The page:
Chapter 6 Mixed models

Let’s violate another regression assumption, independence. While this is usually thought of in the repeated measurements setting, it is not exclusive to that. For example,

  • Repeated measures: You’re conducting a trial on individuals who undergo an intervention. You generate a survey, and have the participants fill out a copy when the intervention begins, 30 days into the intervention, and 1 year after the intervention. If we have a single outcome measure of interest from this survey, we have three measurements for person. These values are not independent; it’s reasonable to think that your measurements are more related to each other than any of mine.
  • Non-repeated measures: You conduct door-to-door sampling of individuals in households, asking about food habits. You collect information on each individual in the house, and want to use individuals as the unit of analysis. It’s likely that two individuals in the same house will have similar food patterns, as opposed to two individuals from different houses.

To address the lack of dependence, we will move from normal regression (linear or otherwise) into a mixed models framework, which accounts for this dependence structure. It does this (at the most basic level) by allowing each [individual from the intervention example, household from the door-to-door example] to have its own intercept which we do not estimate.

For this chapter, we’ll turn away from the “auto” data set and instead use a sample of the “National Longitudinal Survey” contained in Stata:

. webuse nlswork, clear
(National Longitudinal Survey.  Young Women 14-26 years of age in 1968)

This data is a survey taken from 1968-1988, and this specific sample of the data is salary information for women. We have repeated measures in the sense that we have yearly data for women, so each woman can have up to 20 data points.

6.1 Terminology

There are several different names for mixed models which you might encounter, that all fit essentially the same model:

  • Mixed model
  • Mixed Effects regression/model
  • Multilevel regression/model
  • Hierarchical regression/model (specifically HLM, hierarchical linear model)

The hierarchical/multilevel variations require thinking about the levels of the data and involves “nesting”, where one variable only occurs within another, e.g. family members nested in a household. The most canonical example of this is students in classrooms, we could have

  • Level 1: The lowest level, the students.
  • Level 2: Classroom or teacher (this could also be two separate levels of classrooms inside teacher)
  • Level 3: District
  • Level 4: State
  • Level 5: Country

This is taking it a bit far; it’s rare to see more than 3 levels, but in theory, any number can exist.

For this workshop, we will only briefly discuss this from hierarchical point of view, preferring the mixed models view (with the reminder again that they are the same!).

6.1.1 Econometric terminology

To make the terminology a bit more complicated, in econometrics, some of the terms we will use here are overloaded. When you are discussing mixed models with someone with econometric or economics training, it’s important to differentiate between the statistical terms of “fixed effects” and “random effects” which are the two components of a mixed model that we discuss below, and what econometricians called “fixed effects regression” and “random effects regression”.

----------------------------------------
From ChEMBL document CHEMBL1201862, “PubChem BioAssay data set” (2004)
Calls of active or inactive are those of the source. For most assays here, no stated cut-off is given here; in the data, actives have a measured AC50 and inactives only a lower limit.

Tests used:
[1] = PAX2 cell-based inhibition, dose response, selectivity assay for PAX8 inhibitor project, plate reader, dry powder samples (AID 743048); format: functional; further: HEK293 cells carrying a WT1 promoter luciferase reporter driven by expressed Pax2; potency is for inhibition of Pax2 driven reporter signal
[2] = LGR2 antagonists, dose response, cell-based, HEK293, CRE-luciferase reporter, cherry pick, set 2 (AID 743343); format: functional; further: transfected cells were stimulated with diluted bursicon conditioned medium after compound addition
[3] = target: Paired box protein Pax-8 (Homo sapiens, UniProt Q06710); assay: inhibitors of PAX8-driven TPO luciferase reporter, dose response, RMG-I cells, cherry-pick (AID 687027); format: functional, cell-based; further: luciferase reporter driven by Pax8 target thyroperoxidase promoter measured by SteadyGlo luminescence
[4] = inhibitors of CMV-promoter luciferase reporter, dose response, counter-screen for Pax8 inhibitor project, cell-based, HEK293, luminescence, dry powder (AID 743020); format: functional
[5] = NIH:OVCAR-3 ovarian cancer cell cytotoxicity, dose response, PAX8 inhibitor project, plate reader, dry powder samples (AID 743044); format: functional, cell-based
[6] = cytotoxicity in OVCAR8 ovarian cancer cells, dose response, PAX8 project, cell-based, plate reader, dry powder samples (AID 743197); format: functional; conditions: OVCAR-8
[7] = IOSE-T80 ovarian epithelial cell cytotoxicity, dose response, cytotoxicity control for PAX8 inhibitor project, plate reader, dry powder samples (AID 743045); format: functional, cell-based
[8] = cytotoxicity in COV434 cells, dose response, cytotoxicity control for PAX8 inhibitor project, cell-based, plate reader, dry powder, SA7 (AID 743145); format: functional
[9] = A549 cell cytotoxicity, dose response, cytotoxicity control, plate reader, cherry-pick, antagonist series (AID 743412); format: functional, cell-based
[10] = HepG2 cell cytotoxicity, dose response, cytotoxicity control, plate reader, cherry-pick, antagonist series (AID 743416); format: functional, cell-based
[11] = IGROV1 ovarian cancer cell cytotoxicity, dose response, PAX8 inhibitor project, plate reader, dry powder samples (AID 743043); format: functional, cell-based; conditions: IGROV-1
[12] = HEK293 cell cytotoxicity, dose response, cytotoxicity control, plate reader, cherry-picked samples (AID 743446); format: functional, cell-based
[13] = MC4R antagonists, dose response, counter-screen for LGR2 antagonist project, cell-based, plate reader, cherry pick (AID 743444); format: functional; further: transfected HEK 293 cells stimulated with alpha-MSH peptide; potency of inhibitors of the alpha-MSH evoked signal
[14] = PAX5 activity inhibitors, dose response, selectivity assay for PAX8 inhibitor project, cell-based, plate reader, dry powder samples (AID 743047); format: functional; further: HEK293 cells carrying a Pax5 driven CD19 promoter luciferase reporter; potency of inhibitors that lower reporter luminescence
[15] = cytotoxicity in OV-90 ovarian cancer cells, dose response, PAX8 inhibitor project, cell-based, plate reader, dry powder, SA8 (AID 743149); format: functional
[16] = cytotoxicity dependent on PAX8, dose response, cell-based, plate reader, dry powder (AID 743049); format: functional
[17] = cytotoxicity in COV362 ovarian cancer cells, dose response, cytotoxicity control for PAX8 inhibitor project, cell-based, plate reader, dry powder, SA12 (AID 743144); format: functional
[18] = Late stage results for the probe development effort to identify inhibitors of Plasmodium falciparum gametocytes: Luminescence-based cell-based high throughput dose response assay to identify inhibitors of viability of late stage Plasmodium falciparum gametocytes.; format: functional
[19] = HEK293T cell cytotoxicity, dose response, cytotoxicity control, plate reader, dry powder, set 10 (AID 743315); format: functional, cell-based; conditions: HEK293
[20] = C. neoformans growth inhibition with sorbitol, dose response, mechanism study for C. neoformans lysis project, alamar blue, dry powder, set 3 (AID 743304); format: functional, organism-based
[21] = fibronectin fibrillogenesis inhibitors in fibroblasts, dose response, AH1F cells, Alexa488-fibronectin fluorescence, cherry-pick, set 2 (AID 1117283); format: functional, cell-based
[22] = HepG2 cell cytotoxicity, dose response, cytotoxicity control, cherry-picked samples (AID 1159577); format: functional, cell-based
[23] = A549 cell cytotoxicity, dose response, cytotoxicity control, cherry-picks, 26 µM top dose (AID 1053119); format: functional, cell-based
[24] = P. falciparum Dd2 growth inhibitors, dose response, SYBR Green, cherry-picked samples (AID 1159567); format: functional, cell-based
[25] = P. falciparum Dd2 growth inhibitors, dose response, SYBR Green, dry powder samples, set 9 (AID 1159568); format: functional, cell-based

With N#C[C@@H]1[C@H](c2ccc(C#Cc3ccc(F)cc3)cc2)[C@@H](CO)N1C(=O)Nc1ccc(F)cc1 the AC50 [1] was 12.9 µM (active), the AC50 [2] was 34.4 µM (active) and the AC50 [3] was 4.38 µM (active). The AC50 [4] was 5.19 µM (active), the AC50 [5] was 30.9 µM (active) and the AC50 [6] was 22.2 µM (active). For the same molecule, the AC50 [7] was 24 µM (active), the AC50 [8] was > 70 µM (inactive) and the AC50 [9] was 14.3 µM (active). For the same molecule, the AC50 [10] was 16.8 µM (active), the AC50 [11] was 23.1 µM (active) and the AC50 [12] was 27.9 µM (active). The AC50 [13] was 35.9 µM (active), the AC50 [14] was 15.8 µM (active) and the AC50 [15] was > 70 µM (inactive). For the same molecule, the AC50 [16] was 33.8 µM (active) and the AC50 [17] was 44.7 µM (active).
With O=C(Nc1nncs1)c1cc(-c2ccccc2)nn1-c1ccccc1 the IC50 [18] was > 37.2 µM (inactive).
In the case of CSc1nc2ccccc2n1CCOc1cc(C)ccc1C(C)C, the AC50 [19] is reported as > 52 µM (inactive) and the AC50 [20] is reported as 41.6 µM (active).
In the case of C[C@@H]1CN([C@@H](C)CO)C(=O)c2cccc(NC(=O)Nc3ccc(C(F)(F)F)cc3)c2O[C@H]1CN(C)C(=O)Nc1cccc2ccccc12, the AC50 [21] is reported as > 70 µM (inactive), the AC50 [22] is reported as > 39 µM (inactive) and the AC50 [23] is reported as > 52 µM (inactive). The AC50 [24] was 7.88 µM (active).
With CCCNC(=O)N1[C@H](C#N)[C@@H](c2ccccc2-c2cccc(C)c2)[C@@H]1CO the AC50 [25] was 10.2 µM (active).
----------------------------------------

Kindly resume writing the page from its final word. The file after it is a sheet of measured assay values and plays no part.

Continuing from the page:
Without going into the full details of the econometric world, what econometricians called “random effects regression” is essentially what statisticians called “mixed models”, what we’re talking about here. The Stata command xtreg handles those econometric models.

6.2 Wide vs Long data, Time-varying vs Time-invariant

Before you begin your analysis, you need to ensure that the data is in the proper format. Let’s consider the NLS data, where we have measures of women’s salary over 20 years.

Wide format of the data would have row represent a woman, and she would have 20 columns worth of salary information18(plus additional demographics).

Long format of the data would have each row represent a woman and a year, so that each woman can have up to 20 rows (if a woman wasn’t measured in a given year, that row & year is missing).

To fit a mixed model, we need the data in long format. We can use the reshape command to transform wide data to long. This is covered in the Stata I set of notes.

Additionally, there is the concept of time-varying vs time-invariant variables. Time-varying variables are those which can be different for each entry within the same individual. Examples include weight or salary. Time-invariant are those which are the same across all entries. Examples include race or baseline characteristics.

When data is long, time-invariant variables need to be constant per person.

6.3 Linear Mixed Model

The most basic mixed model is the linear mixed model, which extends the linear regression model. A model is called “mixed” because it contains a mixture of fixed effects and random effects.

  • Fixed effects: These are the predictors that are present in regular linear regression. We will obtain coefficients for these predictors and be able to test and interpret them. Technically, an OLS linear model is a mixed model with only fixed effects.19